‘60 Minutes’ report on diocese lauded, criticized

October 30, 2018

Rev. Dennis Riter

A sexual abuse survivor from the Diocese of Buffalo is hailing the “60 Minutes” report that aired Sunday night on the CBS network news magazine.

Matt Golden, who sued the Diocese of Buffalo in August claiming the diocese and Bishop Richard J. Malone created and exposed the public to dangerous predator priests and continue to do so through present day, said he was “not surprised” by what he saw in the segment.

Golden’s lawsuit claims the diocese continues to conspire and engage in efforts to conceal from the public and law enforcement, the identities of priests who have sexually abused minors and allow known child molesters, like the Rev. Dennis Riter who abused Matthew when he was a child, to live freely in the community without informing the public. To-date more than 80 priests have been accused of child sexual abuse in the Diocese of Buffalo.

Riter continues to serve Mass at St. Elizabeth Ann Seton Church in Dunkirk.

“Things will not change for the better in the Diocese of Buffalo unless all the Catholic Bishops in New York are forced to come clean and tell the truth,” Golden said. “This is why I brought suit against the Diocese of Buffalo and Bishop Malone, because they are protecting Fr. Riter, and how many others?”

The Diocese of Buffalo also offered a response to the “60 Minutes” segment. Here was the statement issued on Monday afternoon:

“Two stories aired on Sunday, October 28, regarding the Diocese. Many have sought our comment about both. Therefore, we issue this statement and will provide information in the days ahead that will add perspective to the stories. For now, we simply observe that the material reported in the stories was incomplete, out of context and in some cases plainly inaccurate.

“We know that some clergy and lay people have chosen to speak their minds and publicize confidential documents about the current crisis in our diocese These individuals say that they acted according to their consciences. We take them at their word, as we did before. If they have any specific matters that they believe need to be addressed, we would appreciate that information.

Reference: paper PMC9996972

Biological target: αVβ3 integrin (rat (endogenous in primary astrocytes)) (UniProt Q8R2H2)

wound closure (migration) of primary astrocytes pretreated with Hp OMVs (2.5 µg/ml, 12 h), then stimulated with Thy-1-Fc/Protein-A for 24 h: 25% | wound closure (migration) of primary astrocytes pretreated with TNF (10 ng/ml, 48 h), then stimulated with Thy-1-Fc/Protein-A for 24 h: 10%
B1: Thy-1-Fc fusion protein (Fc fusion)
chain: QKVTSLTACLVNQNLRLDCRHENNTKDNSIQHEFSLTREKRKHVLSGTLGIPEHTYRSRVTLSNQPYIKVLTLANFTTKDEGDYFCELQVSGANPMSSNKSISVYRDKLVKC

In addition to this statement, Malone offered this statement as to why he would not be interviewed on “60 Minutes”:

“I appreciate the invitation to interview with ’60 Minutes.’ Regrettably, I must decline for two reasons.

“First, the Church is in the eye of a storm largely as a result of wrong decisions made decades ago and even some made recently, as I have acknowledged. But, our efforts and our focus have always remained steadfast: protect the children and reconcile with the victims.

“To that end, we have strengthened our policies and protections against abuse and we plan to extend those protections for adults as well.

“We have instituted an Independent Reconciliation and Compensation Program to bring some measure of justice to those who have been abused.

“We have hired a former Special Agent of the Federal Bureau of Investigation to monitor our professional responsibilities and obligations.

“We continue to reach out to victims, remove clergy with substantiated allegations from ministry and cooperate with Federal and State investigations.

“These activities occupy most of my days, but as St. Francis of Assisi instructed us: start by doing what is necessary; then do what is possible; and suddenly you’re doing the impossible.

“Second, while ’60 Minutes’ is free to interview whomever they wish for this story, it is clear to me and my staff that your roster of interviews did not include those who are aware of the full extent of the efforts of our Diocese to combat child abuse. Nor does it include those who urge me every day to stay the course and restore the confidence of our faithful.


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